Model:                PH Reg    Num. events:       1200
Dependent variable:   y         Max. group size:   4   
Ties:                 Breslow   Min. group size:   4   
Sample size:          1200      Avg. group size:   4.0 
-------------------------------------------------------
   log HR log HR SE   HR      t    P>|t|  [0.025 0.975]
-------------------------------------------------------
x1 1.5805    0.0597 4.8575 26.4676 0.0000 4.3210 5.4607
x2 1.6111    0.0604 5.0086 26.6596 0.0000 4.4491 5.6384
x3 1.7075    0.0657 5.5149 25.9994 0.0000 4.8488 6.2725
x4 1.7531    0.0578 5.7724 30.3293 0.0000 5.1541 6.4648
x5 1.6474    0.0575 5.1937 28.6730 0.0000 4.6406 5.8128
=======================================================
Confidence intervals are for the hazard ratios
Standard errors account for dependence within groups


                    Results: PHReg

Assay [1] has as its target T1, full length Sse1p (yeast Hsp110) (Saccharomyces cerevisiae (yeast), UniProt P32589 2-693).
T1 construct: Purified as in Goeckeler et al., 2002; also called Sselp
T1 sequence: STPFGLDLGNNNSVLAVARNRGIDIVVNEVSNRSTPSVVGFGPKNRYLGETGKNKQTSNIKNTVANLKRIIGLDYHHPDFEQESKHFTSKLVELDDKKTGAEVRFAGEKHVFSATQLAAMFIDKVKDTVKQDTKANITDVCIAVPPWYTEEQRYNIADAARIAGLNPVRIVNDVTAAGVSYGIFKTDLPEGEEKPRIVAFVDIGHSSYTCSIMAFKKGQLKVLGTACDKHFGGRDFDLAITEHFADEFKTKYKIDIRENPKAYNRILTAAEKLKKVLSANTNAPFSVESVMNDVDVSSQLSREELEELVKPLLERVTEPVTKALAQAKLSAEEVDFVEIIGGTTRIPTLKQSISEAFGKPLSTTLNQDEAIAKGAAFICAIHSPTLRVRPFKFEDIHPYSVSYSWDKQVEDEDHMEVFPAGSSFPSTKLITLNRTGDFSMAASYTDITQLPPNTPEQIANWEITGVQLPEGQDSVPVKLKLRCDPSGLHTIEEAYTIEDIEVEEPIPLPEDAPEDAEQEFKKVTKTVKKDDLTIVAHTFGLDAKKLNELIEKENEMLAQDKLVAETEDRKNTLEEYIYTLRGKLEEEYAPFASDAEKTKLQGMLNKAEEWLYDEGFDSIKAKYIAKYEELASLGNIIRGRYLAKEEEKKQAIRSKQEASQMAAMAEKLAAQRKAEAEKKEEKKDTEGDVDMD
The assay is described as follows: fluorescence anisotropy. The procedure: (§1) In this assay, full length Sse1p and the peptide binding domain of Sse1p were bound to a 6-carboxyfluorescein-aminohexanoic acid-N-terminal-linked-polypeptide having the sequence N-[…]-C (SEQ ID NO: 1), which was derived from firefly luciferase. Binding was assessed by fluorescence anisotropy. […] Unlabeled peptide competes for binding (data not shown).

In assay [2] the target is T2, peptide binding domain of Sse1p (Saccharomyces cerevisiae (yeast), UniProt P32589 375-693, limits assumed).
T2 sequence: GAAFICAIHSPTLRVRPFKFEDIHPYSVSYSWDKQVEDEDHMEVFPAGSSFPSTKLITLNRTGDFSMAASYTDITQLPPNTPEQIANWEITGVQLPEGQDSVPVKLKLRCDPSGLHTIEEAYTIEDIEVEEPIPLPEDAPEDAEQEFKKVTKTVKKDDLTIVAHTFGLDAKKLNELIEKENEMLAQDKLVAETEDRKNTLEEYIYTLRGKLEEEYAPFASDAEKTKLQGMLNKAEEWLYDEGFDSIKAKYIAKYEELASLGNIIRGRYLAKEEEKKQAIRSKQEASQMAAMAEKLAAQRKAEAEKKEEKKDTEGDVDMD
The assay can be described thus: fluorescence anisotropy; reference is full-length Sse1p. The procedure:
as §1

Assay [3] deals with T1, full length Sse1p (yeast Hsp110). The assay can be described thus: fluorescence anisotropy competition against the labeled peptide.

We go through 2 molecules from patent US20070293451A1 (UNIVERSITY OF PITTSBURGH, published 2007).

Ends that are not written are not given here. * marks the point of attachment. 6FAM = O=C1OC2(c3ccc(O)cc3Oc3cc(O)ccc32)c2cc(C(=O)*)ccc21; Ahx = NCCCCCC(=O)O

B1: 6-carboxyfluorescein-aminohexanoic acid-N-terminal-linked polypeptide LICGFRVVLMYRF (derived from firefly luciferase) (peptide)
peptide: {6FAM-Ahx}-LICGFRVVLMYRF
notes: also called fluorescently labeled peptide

=======================================================
Model:                  PH Reg     Sample size:    1200
Dependent variable:     y          Num. events:    1200
Ties:                   Breslow                        
-------------------------------------------------------
   log HR log HR SE   HR      t    P>|t|  [0.025 0.975]
-------------------------------------------------------
x1 1.5805    0.0466 4.8575 33.8966 0.0000 4.4333 5.3224
x2 1.6111    0.0459 5.0086 35.0739 0.0000 4.5773 5.4804
x3 1.7075    0.0459 5.5149 37.2238 0.0000 5.0407 6.0337
x4 1.7531    0.0494 5.7724 35.4667 0.0000 5.2394 6.3596
x5 1.6474    0.0472 5.1937 34.8959 0.0000 4.7347 5.6972
=======================================================
Confidence intervals are for the hazard ratios